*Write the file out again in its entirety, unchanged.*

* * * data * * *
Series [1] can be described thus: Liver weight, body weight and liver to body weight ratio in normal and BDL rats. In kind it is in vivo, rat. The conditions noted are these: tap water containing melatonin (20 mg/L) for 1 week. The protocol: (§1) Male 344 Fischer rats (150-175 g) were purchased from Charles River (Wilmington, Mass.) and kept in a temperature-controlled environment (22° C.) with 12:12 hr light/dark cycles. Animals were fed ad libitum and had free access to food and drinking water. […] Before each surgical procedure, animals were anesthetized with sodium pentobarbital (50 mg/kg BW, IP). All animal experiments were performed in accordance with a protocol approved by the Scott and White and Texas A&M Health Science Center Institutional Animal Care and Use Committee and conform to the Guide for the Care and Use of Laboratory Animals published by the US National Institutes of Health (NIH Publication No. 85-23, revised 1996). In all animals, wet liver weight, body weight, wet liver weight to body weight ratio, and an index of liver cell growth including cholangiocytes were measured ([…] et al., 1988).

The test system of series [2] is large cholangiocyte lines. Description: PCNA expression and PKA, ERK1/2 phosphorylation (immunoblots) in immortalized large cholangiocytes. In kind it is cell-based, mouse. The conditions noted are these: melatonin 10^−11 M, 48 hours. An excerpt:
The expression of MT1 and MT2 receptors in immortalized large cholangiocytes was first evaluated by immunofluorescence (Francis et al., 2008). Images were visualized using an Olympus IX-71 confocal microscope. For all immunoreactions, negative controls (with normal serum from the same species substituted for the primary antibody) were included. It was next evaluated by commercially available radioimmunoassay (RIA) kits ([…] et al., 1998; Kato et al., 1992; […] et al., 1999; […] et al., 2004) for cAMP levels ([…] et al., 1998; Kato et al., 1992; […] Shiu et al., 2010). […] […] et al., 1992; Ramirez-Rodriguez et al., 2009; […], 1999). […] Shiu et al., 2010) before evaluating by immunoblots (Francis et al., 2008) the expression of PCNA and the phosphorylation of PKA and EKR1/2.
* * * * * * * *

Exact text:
Series [1] can be described thus: Liver weight, body weight and liver to body weight ratio in normal and BDL rats. In kind it is in vivo, rat. The conditions noted are these: tap water containing melatonin (20 mg/L) for 1 week. The protocol: (§1) Male 344 Fischer rats (150-175 g) were purchased from Charles River (Wilmington, Mass.) and kept in a temperature-controlled environment (22° C.) with 12:12 hr light/dark cycles. Animals were fed ad libitum and had free access to food and drinking water. […] Before each surgical procedure, animals were anesthetized with sodium pentobarbital (50 mg/kg BW, IP). All animal experiments were performed in accordance with a protocol approved by the Scott and White and Texas A&M Health Science Center Institutional Animal Care and Use Committee and conform to the Guide for the Care and Use of Laboratory Animals published by the US National Institutes of Health (NIH Publication No. 85-23, revised 1996). In all animals, wet liver weight, body weight, wet liver weight to body weight ratio, and an index of liver cell growth including cholangiocytes were measured ([…] et al., 1988).

The test system of series [2] is large cholangiocyte lines. Description: PCNA expression and PKA, ERK1/2 phosphorylation (immunoblots) in immortalized large cholangiocytes. In kind it is cell-based, mouse. The conditions noted are these: melatonin 10^−11 M, 48 hours. An excerpt:
The expression of MT1 and MT2 receptors in immortalized large cholangiocytes was first evaluated by immunofluorescence (Francis et al., 2008). Images were visualized using an Olympus IX-71 confocal microscope. For all immunoreactions, negative controls (with normal serum from the same species substituted for the primary antibody) were included. It was next evaluated by commercially available radioimmunoassay (RIA) kits ([…] et al., 1998; Kato et al., 1992; […] et al., 1999; […] et al., 2004) for cAMP levels ([…] et al., 1998; Kato et al., 1992; […] Shiu et al., 2010). […] […] et al., 1992; Ramirez-Rodriguez et al., 2009; […], 1999). […] Shiu et al., 2010) before evaluating by immunoblots (Francis et al., 2008) the expression of PCNA and the phosphorylation of PKA and EKR1/2.